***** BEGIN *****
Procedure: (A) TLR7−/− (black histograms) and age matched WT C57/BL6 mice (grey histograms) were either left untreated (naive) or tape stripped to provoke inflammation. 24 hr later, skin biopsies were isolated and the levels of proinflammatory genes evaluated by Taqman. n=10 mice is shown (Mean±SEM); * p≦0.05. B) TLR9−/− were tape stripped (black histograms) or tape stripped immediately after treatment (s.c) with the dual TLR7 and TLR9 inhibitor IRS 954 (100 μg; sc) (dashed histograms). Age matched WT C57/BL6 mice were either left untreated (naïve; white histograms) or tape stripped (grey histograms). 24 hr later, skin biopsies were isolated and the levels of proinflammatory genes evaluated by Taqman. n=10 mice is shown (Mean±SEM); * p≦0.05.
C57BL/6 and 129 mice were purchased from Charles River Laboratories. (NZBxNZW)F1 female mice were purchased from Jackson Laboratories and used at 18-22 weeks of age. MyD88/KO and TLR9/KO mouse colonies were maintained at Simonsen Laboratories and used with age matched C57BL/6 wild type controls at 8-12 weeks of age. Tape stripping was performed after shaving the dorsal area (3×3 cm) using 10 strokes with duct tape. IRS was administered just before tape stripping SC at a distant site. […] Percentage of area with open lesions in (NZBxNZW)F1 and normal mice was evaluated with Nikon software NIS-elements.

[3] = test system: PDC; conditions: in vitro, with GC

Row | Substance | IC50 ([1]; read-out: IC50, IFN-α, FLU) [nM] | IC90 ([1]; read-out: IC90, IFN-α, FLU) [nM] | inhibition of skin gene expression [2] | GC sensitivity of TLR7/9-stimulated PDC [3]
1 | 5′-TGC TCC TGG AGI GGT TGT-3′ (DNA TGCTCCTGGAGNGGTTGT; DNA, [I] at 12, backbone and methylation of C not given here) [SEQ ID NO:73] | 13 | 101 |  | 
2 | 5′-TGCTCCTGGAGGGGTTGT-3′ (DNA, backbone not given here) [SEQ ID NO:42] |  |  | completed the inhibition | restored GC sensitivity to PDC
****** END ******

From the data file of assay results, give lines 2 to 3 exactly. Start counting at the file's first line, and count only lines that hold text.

C57BL/6 and 129 mice were purchased from Charles River Laboratories. (NZBxNZW)F1 female mice were purchased from Jackson Laboratories and used at 18-22 weeks of age. MyD88/KO and TLR9/KO mouse colonies were maintained at Simonsen Laboratories and used with age matched C57BL/6 wild type controls at 8-12 weeks of age. Tape stripping was performed after shaving the dorsal area (3×3 cm) using 10 strokes with duct tape. IRS was administered just before tape stripping SC at a distant site. […] Percentage of area with open lesions in (NZBxNZW)F1 and normal mice was evaluated with Nikon software NIS-elements.

[3] = test system: PDC; conditions: in vitro, with GC